TeacherTales: Building educational resilience in pupils

Posted by Guest blogger Dr Maria Jagiello - Last updated on December 21, 2021

If at first you don’t succeed, try, try, try again...

I have been interested in understanding and building resilience in educational aspects of teaching/learning for a long time, however nowadays it seems like a very current and almost trendy topic. Especially in the light of recent changes caused by the pandemic; resilience has become a necessity. 

When I reflect on my own educational history and adult life experiences I have always been determined to prove my abilities. As far as I remember, whenever I faced any obstacles, challenges or someone doubted or dared me, I felt the fire and ignition to prove them wrong, thinking ‘you better watch me now’. A big part of this attitude was shaped by my upbringing, educators and idols to ‘seize the moment’ and always try to do my best, to carry on and not give up. This manifested in my personality and became a valuable life skill. Not only does it help me in achieving goals but it sets a good example for my students too.  

I would like to share some of my observations and good practice in the context of teaching Mathematics. However, resilience is a versatile skill that can be learnt and applied in different topics including life itself. 


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What is psychological resilience?

According to Wikipedia, psychological resilience is the ability to mentally or emotionally cope with a crisis or to return to pre-crisis status quickly. Resilience exists when the person uses "mental processes and behaviours in promoting personal assets and protecting one’s self from the potential negative effects of stressors".

In simpler words, resilience is like positive adaptation: the ability to remain calm during crises/chaos and to recover quickly from an incident without long-term negative consequences.

Most research now shows that resilience is the result of individuals being able to interact with their environments and processes that either promote wellbeing or protect them against the overwhelming influence of risk factors.


How about resilience in education? Is it different?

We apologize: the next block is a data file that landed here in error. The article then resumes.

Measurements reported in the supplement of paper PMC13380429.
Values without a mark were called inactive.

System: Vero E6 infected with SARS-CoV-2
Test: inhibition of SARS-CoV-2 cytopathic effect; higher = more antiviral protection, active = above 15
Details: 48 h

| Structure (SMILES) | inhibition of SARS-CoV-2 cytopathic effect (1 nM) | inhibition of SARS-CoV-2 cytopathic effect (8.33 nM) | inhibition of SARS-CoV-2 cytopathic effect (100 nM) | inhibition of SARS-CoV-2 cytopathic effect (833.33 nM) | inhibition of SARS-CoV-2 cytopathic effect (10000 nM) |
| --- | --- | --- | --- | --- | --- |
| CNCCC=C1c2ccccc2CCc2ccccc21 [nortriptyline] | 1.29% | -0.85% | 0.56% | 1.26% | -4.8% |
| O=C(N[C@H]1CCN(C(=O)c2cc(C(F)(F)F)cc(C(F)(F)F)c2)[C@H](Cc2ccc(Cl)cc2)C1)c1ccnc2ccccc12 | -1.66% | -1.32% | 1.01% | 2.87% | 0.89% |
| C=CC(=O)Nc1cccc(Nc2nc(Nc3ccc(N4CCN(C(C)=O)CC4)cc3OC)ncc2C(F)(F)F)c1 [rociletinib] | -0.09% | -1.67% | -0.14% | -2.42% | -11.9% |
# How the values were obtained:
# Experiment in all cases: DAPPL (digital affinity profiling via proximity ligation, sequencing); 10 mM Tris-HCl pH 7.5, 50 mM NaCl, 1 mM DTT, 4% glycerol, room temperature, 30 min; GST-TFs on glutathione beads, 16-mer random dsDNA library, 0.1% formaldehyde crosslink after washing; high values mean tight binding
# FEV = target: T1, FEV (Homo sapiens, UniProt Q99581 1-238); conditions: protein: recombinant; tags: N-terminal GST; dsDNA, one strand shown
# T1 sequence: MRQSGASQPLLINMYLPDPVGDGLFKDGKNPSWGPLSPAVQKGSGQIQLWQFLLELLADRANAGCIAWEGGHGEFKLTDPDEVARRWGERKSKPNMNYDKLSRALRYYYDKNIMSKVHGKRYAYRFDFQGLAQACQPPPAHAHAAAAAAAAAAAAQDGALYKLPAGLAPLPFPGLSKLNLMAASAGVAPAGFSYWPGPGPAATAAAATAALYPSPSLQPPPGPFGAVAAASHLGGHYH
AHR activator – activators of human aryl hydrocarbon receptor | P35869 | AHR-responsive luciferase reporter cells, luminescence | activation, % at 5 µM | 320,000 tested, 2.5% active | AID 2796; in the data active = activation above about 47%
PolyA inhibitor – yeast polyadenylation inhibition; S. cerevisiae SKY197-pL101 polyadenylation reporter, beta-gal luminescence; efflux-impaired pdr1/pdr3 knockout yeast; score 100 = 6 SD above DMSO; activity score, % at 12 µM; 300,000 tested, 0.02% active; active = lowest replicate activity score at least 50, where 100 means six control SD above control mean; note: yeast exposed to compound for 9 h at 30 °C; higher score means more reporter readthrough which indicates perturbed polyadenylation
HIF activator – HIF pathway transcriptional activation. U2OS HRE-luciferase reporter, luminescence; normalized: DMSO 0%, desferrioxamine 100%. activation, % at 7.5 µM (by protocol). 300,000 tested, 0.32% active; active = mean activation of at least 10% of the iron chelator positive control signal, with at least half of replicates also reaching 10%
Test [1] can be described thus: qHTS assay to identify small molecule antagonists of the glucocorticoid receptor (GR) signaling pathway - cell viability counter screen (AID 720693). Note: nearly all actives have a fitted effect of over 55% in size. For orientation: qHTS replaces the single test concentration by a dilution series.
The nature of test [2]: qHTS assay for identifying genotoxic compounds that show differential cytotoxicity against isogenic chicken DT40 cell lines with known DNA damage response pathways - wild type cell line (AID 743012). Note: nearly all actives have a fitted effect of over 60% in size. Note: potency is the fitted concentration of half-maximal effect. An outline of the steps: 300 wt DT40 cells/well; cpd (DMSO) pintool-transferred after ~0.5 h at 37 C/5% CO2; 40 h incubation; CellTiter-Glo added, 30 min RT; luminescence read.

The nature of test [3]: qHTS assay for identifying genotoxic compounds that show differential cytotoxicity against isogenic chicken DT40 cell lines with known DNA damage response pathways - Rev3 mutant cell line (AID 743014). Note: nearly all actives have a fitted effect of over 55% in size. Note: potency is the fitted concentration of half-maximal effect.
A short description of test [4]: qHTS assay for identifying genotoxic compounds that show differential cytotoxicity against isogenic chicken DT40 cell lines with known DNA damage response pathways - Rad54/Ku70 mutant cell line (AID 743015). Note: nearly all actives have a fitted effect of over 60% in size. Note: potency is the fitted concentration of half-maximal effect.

No. There are no other specifications. It’s a quality that allows pupils to approach learning with confidence and persistence in the face of difficulties; a willingness to discuss, reflect and research in order to achieve a successful outcome to their effortful work.  (Johnston-Wilder and Lee 2010.)

In education, it is believed that when teachers employ particular teaching approaches, they help their students overcome negative attitudes towards a subject and develop resilience. It is all about spreading love for learning, enthusiasm for your subject and perseverance.


There is hope

Take this example. Many times we have heard or even said: ‘I am not a Maths person, my brain doesn’t like Maths, I struggled with Maths and so do my kids’ or similar statements. Unfortunately, by saying this or hearing it we can unintentionally project fears, animosity or apprehension onto our children or learners towards certain subjects. Instead a more constructive approach would be to share enthusiasm and encouragement as well as supporting the development of intrinsic and extrinsic motivation in order to practice perseverance and building resilience.  

Studies show that there is no maths, art or other subject ‘brain’. Albeit we might have some predispositions, preferences or talents, but the human brain is malleable which allows us to learn anything. It might take us longer or require more effort, but we are able to learn whatever we wish to. Among other skills or abilities, resilience is not fixed. We can learn how to be resilient; it’s a  quality that can be taught, trained and developed.